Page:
The opinion of the court was delivered by: Justice Burke
JUSTICE BURKE delivered the judgment of the court, with opinion.
Justices Freeman, Thomas, Garman, and Theis concurred in the judgment and opinion.
Chief Justice Kilbride and Justice Karmeier took no part in the decision.
The plaintiffs in these consolidated cases were injured in automobile accidents and subsequently filed personal injury lawsuits against the drivers responsible for their injuries. The hospitals who treated the plaintiffs asserted liens against the proceeds of the lawsuits, pursuant to the Health Care Services Lien Act (770 ILCS 23/1 et seq. (West 2008)). The circuit court held, based on the "common fund doctrine," that the lien-holding hospitals were responsible for their proportionate share of the plaintiffs' attorney fees. The appellate court affirmed. 398 Ill. App. 3d 1078. We reverse and hold that the common fund doctrine is not applicable to health care liens under the Act.
The Health Care Services Lien Act provides that a health care professional or provider who renders treatment to an injured plaintiff "shall have a lien upon all claims and causes of action of the injured person for the amount of the health care professional's or health care provider's reasonable charges." 770 ILCS 23/10(a) (West 2008). The total amount of all health care liens filed with respect to an individual plaintiff is limited to 40% of the judgment or settlement. 770 ILCS 23/10(a) (West 2008). Health care professionals and providers have the right to seek payment of the amount of their reasonable charges that remain not paid after the satisfaction of their liens under the Act. 770 ILCS 23/45 (West 2008). Where the total liens filed under the Act amount to 40% of the judgment or settlement, the total amount of attorneys' liens under the Attorneys Lien Act (770 ILCS 5/0.01 et seq. (West 2008)) is limited to 30% of the judgment or settlement. 770 ILCS 23/10(c)(2) (West 2008). The statute is silent as to whether a health care professional or provider holding a lien under the Act is responsible for attorney fees pursuant to the common fund doctrine.
Plaintiffs Sherry D. Wendling and Nancy J. Howell were injured in separate automobile accidents and treated at hospitals owned by Southern Illinois Hospital Services (Hospitals). The Hospitals filed statutory liens pursuant to the Health Care Services Lien Act (770 ILCS 23/1 et seq. (West 2008)) against the proceeds of the plaintiffs' lawsuits against their tortfeasors.
Both plaintiffs reached settlement agreements with the individual defendants and filed petitions to adjudicate the Hospitals' liens. The petitions alleged that, under the common fund doctrine, plaintiffs' counsel were entitled to additional attorney fees equal to one-third of the amount of the Hospitals' liens.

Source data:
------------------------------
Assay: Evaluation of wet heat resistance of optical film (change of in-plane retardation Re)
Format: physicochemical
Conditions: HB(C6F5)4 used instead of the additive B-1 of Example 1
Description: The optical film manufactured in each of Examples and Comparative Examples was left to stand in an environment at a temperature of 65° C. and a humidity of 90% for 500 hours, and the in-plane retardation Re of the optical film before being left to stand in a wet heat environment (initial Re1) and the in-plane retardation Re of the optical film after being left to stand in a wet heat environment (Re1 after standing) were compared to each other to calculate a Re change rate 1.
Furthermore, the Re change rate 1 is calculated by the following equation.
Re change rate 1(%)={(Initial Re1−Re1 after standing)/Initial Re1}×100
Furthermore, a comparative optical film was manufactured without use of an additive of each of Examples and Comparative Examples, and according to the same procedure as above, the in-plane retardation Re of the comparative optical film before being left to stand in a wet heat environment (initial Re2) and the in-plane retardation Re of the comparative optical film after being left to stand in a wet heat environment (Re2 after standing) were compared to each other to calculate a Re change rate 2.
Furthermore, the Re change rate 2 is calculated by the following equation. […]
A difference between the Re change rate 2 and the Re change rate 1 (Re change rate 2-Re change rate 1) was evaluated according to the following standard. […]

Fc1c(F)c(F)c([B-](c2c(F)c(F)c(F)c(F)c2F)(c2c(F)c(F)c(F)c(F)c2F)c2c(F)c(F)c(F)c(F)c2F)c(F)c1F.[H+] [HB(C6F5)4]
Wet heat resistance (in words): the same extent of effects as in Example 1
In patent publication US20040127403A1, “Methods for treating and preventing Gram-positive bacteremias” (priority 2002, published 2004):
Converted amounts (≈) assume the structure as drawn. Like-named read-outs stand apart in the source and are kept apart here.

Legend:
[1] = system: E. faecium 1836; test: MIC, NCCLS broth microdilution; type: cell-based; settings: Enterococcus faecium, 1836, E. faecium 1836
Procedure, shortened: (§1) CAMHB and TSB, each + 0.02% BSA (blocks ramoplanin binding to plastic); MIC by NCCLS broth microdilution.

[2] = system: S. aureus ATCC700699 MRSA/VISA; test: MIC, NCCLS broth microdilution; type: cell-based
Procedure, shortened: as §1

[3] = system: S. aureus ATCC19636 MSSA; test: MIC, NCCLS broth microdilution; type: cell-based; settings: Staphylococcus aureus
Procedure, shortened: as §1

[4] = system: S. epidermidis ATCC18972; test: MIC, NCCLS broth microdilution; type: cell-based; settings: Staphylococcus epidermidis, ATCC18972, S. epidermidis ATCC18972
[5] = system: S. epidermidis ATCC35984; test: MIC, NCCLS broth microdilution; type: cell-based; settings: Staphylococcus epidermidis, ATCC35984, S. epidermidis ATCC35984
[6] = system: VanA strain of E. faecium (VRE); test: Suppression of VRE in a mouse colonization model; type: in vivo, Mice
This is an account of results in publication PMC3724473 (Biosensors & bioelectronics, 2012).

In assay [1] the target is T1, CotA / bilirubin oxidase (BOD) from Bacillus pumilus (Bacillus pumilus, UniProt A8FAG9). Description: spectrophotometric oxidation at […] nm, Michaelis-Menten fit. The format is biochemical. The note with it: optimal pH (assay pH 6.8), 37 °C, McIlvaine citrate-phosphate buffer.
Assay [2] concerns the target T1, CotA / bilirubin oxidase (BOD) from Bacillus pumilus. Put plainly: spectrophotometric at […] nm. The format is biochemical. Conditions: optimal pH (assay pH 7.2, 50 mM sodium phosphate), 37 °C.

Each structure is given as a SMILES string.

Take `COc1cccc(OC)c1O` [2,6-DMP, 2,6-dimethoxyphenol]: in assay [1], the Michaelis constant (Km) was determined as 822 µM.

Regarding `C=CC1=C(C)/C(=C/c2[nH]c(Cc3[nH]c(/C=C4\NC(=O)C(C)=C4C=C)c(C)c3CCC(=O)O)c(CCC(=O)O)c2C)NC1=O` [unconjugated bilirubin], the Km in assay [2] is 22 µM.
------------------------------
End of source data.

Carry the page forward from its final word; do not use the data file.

The circuit court granted the petitions, finding that plaintiffs' attorneys were entitled to 30% of the total settlement proceeds, plus one-third of the amount of the Hospitals' liens. Accordingly, the court ordered that the Hospitals have their share of the settlement proceeds reduced by one-third, to reflect their share of the legal fees incurred by plaintiffs. The Hospitals appealed.
The appellate court affirmed. 398 Ill. App. 3d 1078. The court held that the Hospitals directly benefitted from the work done by plaintiffs' attorneys in creating the fund and, thus, were responsible for their prorated share of the plaintiffs' legal expenses. Id. at 1085. We allowed the Hospitals' petition for leave to appeal (Ill. S. Ct. R. 315(a) (eff. Feb. 26, 2010)). We granted leave to the County of Cook and the Illinois Trial Lawyers Association to submit amicus curiae briefs in support of the Hospitals and the plaintiffs, respectively.
The common fund doctrine is an exception to the general American rule that, absent a statutory provision or an agreement between the parties, each party to litigation bears its own attorney fees and may not recover those fees from an adversary. Morris B. Chapman & Associates, Ltd. v. Kitzman, 193 Ill. 2d 560, 572 (2000). The doctrine provides that " 'a litigant or a lawyer who recovers a common fund for the benefit of persons other than himself or his client is entitled to a reasonable attorney's fee from the fund as a whole.' " Scholtens v. Schneider, 173 Ill. 2d 375, 385 (1996) (quoting Boeing Co. v. Van Gemert, 444 U.S. 472, 478 (1980)). Underlying the doctrine is the equitable concept that the beneficiaries of a fund will be unjustly enriched by the attorney's services unless they contribute to the costs of the litigation. Baier v. State Farm Insurance Co., 66 Ill. 2d 119, 124 (1977); Scholtens, 173 Ill. 2d at 385. Courts ...